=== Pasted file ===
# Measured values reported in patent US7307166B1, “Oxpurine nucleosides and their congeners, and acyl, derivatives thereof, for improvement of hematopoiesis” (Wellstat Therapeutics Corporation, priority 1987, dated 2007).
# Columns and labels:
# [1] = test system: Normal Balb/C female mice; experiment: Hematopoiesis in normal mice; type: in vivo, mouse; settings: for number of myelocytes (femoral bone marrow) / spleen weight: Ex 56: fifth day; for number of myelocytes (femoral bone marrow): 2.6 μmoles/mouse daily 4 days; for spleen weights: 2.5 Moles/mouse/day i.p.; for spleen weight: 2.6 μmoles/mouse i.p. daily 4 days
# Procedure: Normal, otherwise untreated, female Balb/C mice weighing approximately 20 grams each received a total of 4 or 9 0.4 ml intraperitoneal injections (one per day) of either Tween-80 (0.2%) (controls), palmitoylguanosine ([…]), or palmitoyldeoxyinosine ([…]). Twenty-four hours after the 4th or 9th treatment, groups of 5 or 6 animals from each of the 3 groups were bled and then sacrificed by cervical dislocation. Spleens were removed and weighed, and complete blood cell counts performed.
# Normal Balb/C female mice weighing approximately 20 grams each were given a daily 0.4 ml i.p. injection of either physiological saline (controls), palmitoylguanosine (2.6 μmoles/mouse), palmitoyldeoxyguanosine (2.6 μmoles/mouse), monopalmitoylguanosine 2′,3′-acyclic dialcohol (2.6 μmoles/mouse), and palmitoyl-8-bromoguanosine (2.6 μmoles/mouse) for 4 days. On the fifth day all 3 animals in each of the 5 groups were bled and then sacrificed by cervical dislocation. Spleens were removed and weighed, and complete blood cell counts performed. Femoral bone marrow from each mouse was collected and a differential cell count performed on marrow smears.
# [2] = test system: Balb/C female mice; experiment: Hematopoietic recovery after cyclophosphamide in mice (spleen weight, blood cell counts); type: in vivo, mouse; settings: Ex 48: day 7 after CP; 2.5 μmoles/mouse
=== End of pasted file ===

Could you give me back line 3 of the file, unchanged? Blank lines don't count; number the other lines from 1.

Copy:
# [1] = test system: Normal Balb/C female mice; experiment: Hematopoiesis in normal mice; type: in vivo, mouse; settings: for number of myelocytes (femoral bone marrow) / spleen weight: Ex 56: fifth day; for number of myelocytes (femoral bone marrow): 2.6 μmoles/mouse daily 4 days; for spleen weights: 2.5 Moles/mouse/day i.p.; for spleen weight: 2.6 μmoles/mouse i.p. daily 4 days